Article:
When I was a young child I was completely free to roam … as long and as far as I wished. I was not getting “special treatment”. All of my siblings had the same freedom. We had only a single constraint. We HAD to be within earshot of “THE BELL.”
The bell was a smallish, brass model with a clear sound that carried….well, to be honest, none of us had the nerve to actually test how far that bell carried, for failing to respond to the bell was sure to have dire consequences. My parents were adamantly against the more common method of calling in children, which involved the mother standing in the open doorway of her house and calling, at the top of her lungs, the names (usually first and middle) of each of her children.I personally found it a great way to learn the names of the children in my neighborhood, but, I digress. So, at day’s end, when our “roaming about the country (or the yard)” gave way to supper, homework and bedtime, Mom would ring the bell and we would drop whatever we were doing and head in.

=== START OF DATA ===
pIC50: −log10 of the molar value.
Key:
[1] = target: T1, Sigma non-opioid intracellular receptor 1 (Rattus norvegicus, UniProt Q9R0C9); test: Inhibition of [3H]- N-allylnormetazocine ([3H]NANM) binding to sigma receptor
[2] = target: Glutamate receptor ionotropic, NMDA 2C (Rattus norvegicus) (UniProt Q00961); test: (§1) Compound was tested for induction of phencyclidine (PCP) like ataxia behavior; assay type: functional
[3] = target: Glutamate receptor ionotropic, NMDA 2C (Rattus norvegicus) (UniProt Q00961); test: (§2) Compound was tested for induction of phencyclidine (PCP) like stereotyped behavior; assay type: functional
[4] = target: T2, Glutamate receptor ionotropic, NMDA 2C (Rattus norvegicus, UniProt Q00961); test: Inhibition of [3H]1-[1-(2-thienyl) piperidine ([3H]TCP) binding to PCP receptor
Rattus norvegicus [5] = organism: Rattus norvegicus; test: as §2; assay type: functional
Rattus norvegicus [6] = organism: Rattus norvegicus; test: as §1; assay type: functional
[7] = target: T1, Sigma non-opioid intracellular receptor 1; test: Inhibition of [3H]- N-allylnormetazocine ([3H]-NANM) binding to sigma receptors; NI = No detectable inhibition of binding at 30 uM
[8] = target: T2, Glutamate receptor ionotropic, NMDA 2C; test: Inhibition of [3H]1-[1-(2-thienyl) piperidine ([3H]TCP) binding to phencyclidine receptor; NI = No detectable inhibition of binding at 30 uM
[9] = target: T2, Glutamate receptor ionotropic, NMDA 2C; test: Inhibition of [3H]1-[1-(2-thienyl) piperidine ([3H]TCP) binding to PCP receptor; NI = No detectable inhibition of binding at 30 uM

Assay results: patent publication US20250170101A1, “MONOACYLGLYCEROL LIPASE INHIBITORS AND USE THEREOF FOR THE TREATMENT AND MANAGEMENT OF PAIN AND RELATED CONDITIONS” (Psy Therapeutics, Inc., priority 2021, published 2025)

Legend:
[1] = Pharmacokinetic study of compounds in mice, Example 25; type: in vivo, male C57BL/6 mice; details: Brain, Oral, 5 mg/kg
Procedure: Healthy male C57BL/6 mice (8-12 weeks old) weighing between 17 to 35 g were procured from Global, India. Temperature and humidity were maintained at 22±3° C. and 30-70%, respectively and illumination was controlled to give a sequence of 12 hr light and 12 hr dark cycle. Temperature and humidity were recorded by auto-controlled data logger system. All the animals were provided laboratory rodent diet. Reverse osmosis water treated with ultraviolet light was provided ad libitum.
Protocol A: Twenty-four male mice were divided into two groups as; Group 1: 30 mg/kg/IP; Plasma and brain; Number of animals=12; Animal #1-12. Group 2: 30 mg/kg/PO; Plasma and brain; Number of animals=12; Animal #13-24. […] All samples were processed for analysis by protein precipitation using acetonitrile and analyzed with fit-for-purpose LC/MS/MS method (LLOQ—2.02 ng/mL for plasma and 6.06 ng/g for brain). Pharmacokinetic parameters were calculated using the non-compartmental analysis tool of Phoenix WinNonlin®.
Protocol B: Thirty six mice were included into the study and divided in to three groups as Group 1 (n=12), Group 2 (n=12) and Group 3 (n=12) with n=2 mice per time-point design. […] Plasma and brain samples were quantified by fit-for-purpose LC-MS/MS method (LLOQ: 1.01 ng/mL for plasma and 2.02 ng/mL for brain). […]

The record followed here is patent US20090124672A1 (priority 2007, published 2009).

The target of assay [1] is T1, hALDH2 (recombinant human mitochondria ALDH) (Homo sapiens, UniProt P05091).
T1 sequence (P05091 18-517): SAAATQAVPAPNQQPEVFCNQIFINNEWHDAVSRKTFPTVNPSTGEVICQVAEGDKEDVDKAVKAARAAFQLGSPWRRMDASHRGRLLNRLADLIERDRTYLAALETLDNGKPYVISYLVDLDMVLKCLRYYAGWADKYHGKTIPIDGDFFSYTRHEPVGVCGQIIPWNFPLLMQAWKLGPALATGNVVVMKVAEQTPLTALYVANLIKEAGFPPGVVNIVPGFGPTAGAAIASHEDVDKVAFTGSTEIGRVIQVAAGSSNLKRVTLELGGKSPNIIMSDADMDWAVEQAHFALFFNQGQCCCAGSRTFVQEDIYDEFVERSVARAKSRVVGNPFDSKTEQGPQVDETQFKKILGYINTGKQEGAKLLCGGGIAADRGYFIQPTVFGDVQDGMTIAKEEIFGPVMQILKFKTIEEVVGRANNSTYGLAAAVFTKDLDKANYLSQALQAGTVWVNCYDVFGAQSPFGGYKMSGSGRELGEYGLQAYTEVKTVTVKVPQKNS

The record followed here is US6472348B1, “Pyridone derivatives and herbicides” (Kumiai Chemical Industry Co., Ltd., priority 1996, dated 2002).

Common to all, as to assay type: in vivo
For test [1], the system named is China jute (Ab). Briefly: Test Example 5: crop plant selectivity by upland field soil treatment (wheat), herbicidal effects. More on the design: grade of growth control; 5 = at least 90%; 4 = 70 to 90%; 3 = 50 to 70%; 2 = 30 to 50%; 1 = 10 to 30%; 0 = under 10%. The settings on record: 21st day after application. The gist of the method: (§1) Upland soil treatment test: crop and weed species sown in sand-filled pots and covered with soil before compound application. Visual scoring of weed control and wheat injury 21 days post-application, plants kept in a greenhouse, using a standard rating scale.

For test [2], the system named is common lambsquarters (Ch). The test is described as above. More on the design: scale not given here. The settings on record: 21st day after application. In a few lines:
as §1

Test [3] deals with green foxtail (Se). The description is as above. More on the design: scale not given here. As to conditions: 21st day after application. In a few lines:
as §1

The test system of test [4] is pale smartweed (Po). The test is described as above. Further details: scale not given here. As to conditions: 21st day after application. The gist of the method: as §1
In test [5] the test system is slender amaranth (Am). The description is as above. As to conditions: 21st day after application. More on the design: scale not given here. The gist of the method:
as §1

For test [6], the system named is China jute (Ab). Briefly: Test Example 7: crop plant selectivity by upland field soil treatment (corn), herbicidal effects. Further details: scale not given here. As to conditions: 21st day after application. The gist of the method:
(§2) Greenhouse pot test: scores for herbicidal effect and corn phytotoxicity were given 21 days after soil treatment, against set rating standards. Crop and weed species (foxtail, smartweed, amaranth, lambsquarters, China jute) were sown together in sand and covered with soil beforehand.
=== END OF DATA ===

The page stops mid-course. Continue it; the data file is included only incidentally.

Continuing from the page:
This afternoon I spent about two hours trudging about my woods, hunting hickory nuts, playing with my ever constant companions on my hunt (dog and two cats) and generally enjoying the afternoon. We managed to cover nearly five of the 7 ½ acres. I was happily gathering a nice stash of the nuts from beneath a tree I came upon, when I heard my soft spoken husband, calling my name. I responded, letting him know where I was and he replied that he would be starting supper in just a few minutes.
I promised to “be right in” and was overcome with memories of my youth. I can assure you, I was in the house in time to enjoy supper, hot from the oven, but I couldn’t get over thinking that I need to get John a bell to ring….I can get lost for hours in the woods and it is probably a good idea to have an ingrained Pavlov’s dog behavior type trigger to bring me in.